Scenery

Florence is a great place to walk. Around every corner is something interesting.
After the churches and all the art history of the other pages, this page displays
some of the scenery encountered during my excursions in this fascinating city.

Click an image to open a larger version
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Sunrise over the Arno
Piazza Santa Trinita
Interesting Lunettes

Medieval Street Scenes
Ancient Tower-Houses
Medieval Torch-Holders

Florentine Security
Street Musicians

Medieval Towers
Aerial Scenic Views
Bridges, Vasari Corridor

Medieval City Walls
Monte alla Croci Scenics

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Images in this section are in a number of different Galleries on the Photoshelter website.
The Banner below leads to the Florence Collections page where a Gallery can be selected.

Direct Link to the Gallery with images of Florentine Scenery:

Florentine Scenery

There are a number of images in this section that are not yet on the Photoshelter site.
If an image you want is not yet uploaded, contact Ron Reznick (info at bottom of page).

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There are 11 Galleries in the Photoshelter Florence Collection

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ArnoSunrise_4217


Arno Sunrise 4217

One of the few good things (photographically speaking) about a partial overcast is when there
is a gap in the east at sunrise and enough cloud cover to catch and hold the color. One morning,
I got up early to check the sky (as we photographers will do when we’re trying for a sunrise shot),
and when I saw that everything looked perfect, I grabbed my stuff and practically ran the half mile
down to the Arno. I made it in plenty of time, so I walked east to find the perfect spot. The image
above was taken just as the sun crested the hills east of Florence, from the bank of the Arno
east of the Ponte Vecchio (at the rowing club launch). The bridge is the Ponte alle Grazie.

ArnoSunrise_4218


Arno Sunrise 4218

To catch the glow in the eastern sky over the Arno, I had to hurry back to the Ponte Vecchio.
The color lasts for less than five minutes from the moment the sun crests the hills (as I am sure
you have noticed), so I hastily moved the eighth-mile or so onto the bridge and took this shot.
I got a few others too, of course, but the color was already starting to fade (the following shot
taken 15 seconds after this one is far less saturated). Every second counts during a sunrise.

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Column of Justice Piazza Santa Trinita 3925

Atop the Column of Justice is the porphyry statue of Justice,
by Francesco Ferrucci del Tadda (a specialist in Porphyry).

Palazzo_SpiniFeroni_3929


Palazzo Spini Feroni 3929

The column in the image to the left, standing in the center of the Piazza di Santa Trinita, was from the Baths of Caracalla in Rome. It was given to Cosimo I by Pope Pius IV in 1565 to commemorate his victory at the battle of Montemurlo in 1537 against 200 members of the families who had exiled the Medici in 1527 (after the Sack of Rome ousted the Medici Pope, the Medici’s rivals in Florence took the opportunity to gain power). After the Siege of Florence reinstated the Medici in 1530, the Medici rivals were exiled. They gathered under Filippo Strozzi (the Strozzi Conspiracy) and attempted to return to power in Florence. The Battle of Montemurlo was decisive, and after this battle all remaining rebels were killed.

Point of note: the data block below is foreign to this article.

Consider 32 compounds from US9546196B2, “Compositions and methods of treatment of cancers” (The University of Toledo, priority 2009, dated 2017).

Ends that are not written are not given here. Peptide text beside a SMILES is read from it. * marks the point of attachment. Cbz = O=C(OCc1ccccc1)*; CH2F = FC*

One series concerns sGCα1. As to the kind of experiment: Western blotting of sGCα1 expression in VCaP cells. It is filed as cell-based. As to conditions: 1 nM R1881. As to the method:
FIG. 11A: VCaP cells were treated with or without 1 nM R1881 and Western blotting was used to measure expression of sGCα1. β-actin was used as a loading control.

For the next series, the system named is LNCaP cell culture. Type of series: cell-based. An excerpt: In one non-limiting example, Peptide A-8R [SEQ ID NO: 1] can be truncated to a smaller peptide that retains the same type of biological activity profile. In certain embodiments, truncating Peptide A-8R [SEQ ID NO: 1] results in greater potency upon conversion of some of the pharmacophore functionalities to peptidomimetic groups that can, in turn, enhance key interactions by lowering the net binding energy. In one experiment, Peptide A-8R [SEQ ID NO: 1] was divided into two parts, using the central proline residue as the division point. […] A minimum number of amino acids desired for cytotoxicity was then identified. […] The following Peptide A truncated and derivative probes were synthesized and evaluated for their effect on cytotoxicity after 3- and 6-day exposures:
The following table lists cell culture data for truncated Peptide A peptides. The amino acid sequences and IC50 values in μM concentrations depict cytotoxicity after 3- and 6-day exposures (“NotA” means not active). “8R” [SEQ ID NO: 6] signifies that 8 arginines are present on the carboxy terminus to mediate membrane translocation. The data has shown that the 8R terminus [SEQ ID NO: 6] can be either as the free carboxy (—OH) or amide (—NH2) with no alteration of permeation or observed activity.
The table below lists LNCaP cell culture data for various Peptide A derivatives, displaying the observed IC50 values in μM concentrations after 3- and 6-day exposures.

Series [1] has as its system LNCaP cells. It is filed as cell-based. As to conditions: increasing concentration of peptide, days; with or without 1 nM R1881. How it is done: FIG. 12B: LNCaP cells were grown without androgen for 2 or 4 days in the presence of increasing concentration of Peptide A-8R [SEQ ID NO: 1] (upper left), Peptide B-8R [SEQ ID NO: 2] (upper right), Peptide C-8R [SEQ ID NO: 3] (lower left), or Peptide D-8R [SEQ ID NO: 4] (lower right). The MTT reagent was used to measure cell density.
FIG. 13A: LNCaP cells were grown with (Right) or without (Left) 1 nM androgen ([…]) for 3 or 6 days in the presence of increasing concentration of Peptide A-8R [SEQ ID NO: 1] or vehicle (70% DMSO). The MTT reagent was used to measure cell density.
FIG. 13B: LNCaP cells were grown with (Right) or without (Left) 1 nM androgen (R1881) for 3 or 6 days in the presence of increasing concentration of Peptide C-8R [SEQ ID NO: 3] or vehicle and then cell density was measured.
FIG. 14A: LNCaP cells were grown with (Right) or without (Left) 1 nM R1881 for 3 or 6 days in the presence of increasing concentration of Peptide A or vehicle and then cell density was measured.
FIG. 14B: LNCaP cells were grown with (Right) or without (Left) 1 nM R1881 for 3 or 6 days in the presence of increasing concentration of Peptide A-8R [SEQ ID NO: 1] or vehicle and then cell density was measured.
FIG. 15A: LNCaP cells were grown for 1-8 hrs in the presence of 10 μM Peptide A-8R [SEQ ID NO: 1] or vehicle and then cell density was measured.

Behind the column is Palazzo Spini-Feroni, built in 1289 for the rich cloth merchant and banker Geri Spini. At the time, it was the largest palace in Florence until Palazzo Vecchio was built. The building was divided into two properties at the end of the 14th century, then the building passed through many hands, was reunited in the 1840s, and it was finally bought in the 1930s by Salvatore Ferragamo, the Italian shoe designer.

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Santa Trinita Lamentation Crest 3987

The Lamentation crest above the main portal to Basilica di Santa Trinita.
The facade was created in Mannerist style by Bernardo Buontalenti in 1593-94.
The church itself was built in 1258-1280 to replace an earlier church from the 11th c.
As you can see from the very interesting doors below, the church was closed and
I was unable to see one of the first Gothic churches in Florence, with its vaulted
crypt and nave and its Baroque decorations created in the late 16th century
during the Counter-Reformation period. I wanted to see the Strozzi and
Sasseti Chapels and their spectacular frescoes, but alas... closed.

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Santa Trinita Main Portal 3991 M
949 x 1600 (486 KB)

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Santa Trinita Right Portal 3989

The doors have superb carved panels.

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Madonna Child Lunette 4997 M
1500 x 1225 (486 KB)

As you walk around Florence, you can’t help noticing
the exceptional lunettes and other architectural nuances
of the buildings. This bas-relief of the Madonna and Child
is one of three examples I will show you in this section.

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Madonna Child Lunette Polychrome 4331
1500 x 1092 (507 KB)

An example of the tin-glazed polychrome terracotta pottery introduced by the della Robbia family in the 1400s. This new glaze made pottery durable in the weather, and it took (and held) paint far better than anything before. The charming style of the della Robbia family’s work was very popular. There are other della Robbia pieces on several of the Florence pages.

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Lamentation Lunette with Heraldry 4366 M
1500 x 1290 (568 KB)